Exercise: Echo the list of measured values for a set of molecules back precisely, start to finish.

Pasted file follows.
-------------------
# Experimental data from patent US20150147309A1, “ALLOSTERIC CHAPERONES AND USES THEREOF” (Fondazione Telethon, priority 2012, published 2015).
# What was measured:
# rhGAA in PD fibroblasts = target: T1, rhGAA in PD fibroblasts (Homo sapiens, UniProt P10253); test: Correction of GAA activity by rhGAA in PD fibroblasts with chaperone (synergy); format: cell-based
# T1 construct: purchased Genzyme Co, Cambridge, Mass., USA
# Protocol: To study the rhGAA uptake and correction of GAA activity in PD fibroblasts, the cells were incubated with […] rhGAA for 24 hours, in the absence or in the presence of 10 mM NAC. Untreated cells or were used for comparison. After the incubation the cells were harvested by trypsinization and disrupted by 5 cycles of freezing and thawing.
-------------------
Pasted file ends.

# Experimental data from patent US20150147309A1, “ALLOSTERIC CHAPERONES AND USES THEREOF” (Fondazione Telethon, priority 2012, published 2015).
# What was measured:
# rhGAA in PD fibroblasts = target: T1, rhGAA in PD fibroblasts (Homo sapiens, UniProt P10253); test: Correction of GAA activity by rhGAA in PD fibroblasts with chaperone (synergy); format: cell-based
# T1 construct: purchased Genzyme Co, Cambridge, Mass., USA
# Protocol: To study the rhGAA uptake and correction of GAA activity in PD fibroblasts, the cells were incubated with […] rhGAA for 24 hours, in the absence or in the presence of 10 mM NAC. Untreated cells or were used for comparison. After the incubation the cells were harvested by trypsinization and disrupted by 5 cycles of freezing and thawing.